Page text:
By 2003, Barisan Nasional had grown to a coalition formed of more than a dozen communal parties. It performed particularly well in the 2004 general election, winning 198 out of 219 seats.

2008-present[edit]

However, in the 2008 general elections, Barisan Nasional lost more than one-third of the parliamentary seats to Pakatan Rakyat, a loose alliance of opposition parties. This marked Barisan's first failure to secure a two-thirds supermajority in Parliament since 1969. Five state governments, Kelantan, Kedah, Penang, Perak (which was later returned via court ruling following a constitutional crisis) and Selangor, fell to Pakatan Rakyat. Since 2008, the coalition has seen its non-Malay component parties greatly diminished in the Peninsula.[9]

The losses continued in the 2013 general election, and it recorded its worst ever election result. BN regained Kedah, but lost several more seats in Parliament along with the popular vote to Pakatan. It won only 47% of the popular vote, nevertheless it managed to gain 60% of the 222 parliamentary seats, thereby retaining control of the parliament.[10]

Organisation[edit]

As of 2013, the vast majority of Barisan Nasional's seats are held by its two largest Bumiputera-based political parties—the United Malays National Organisation (UMNO), and Parti Pesaka Bumiputera Bersatu (PBB). For most of its history, both the Malaysian Chinese Association and Malaysian Indian Congress have played major roles in Barisan Nasional, but their representation in Parliament and state legislatures has become much more diminished. Nevertheless, practically each component party purports to represent – and limit membership – to a certain race: UMNO for the Malays, MCA for the Chinese and so on. In the view of some scholars:

Since its inception the Alliance remained a coalition of communal parties. Each of the component parties operated to all intents and purposes, save that of elections, as a separate party. Their membership was communal, except perhaps Gerakan, and their success was measured in terms of their ability to achieve the essentially parochial demands of their constituents.[11]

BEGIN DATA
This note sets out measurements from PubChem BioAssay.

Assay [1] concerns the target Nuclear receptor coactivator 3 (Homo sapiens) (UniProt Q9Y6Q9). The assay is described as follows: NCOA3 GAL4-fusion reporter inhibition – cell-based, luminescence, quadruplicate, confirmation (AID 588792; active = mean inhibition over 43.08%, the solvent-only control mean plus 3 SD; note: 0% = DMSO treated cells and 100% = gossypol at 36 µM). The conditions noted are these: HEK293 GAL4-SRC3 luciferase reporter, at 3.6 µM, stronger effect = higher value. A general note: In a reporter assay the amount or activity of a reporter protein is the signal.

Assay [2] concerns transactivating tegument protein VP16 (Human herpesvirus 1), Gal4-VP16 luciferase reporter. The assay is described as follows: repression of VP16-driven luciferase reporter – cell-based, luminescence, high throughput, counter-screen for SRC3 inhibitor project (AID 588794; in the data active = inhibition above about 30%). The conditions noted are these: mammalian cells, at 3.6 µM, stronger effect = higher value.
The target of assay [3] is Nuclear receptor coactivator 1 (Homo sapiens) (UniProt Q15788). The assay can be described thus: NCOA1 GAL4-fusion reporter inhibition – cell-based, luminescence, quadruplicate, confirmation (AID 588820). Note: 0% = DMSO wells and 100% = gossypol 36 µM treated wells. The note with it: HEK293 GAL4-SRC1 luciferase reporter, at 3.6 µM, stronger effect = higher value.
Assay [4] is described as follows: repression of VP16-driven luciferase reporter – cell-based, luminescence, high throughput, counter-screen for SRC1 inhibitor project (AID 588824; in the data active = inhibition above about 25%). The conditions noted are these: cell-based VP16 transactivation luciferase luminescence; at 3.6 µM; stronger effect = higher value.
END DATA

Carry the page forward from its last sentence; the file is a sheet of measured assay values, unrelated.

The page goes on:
Although both the Alliance and BN registered themselves as political parties, membership is only possible indirectly through one of the constituent parties. In the Alliance, one could hold direct membership, but this was abolished with the formation of the Barisan Nasional. The BN defines itself as a "confederation of political parties which subscribe to the objects of the Barisan Nasional". Although in elections, all candidates stand under the BN symbol, and there is a BN manifesto, each individual constituent party also issues its own manifesto, and there is intra-coalition competition for seats prior to nomination day.[12]

As of August 2009, Barisan Nasional's member parties include:

Barisan Nasional Supreme Council[edit]

Source: http://www.barisannasional.org.my/en/organisation-chart

Elected representatives[edit]

Dewan Negara (Senate)[edit]

Senators[edit]

Dewan Rakyat (House of Representatives)[edit]

Members of Parliament of the 13th Malaysian Parliament[edit]

Dewan Undangan Negeri (State Legislative Assembly)[edit]

Malaysian State Assembly Representatives[edit]

Barisan Nasional state governments[edit]

High-ranking BN party officials holding copies of the party manifesto at a pre-election rally in 2013. In the front row, from left, are Chua Soi Lek (MCA), Muhyiddin Yassin, Najib Razak and Tengku Adnan Tengku Mansor (UMNO), and Abdul Taib Mahmud (PBB).

General election results[edit]

Election Total seats won Share of seats Total votes Share of votes Outcome of election Election leader
1974
135 / 154
87.7% 1,287,400 60.8% Increase135 seats; Governing coalition Abdul Razak Hussein
1978
131 / 154
85.1% 1,987,907 57.2% Decrease4 seats; Governing coalition Hussein Onn
1982
132 / 154
85.7% 2,522,079 60.5% Increase1 seats; Governing coalition Mahathir Mohamad
1986
148 / 177
83.6% 2,649,263 57.3% Increase16 seats; Governing coalition Mahathir Mohamad
1990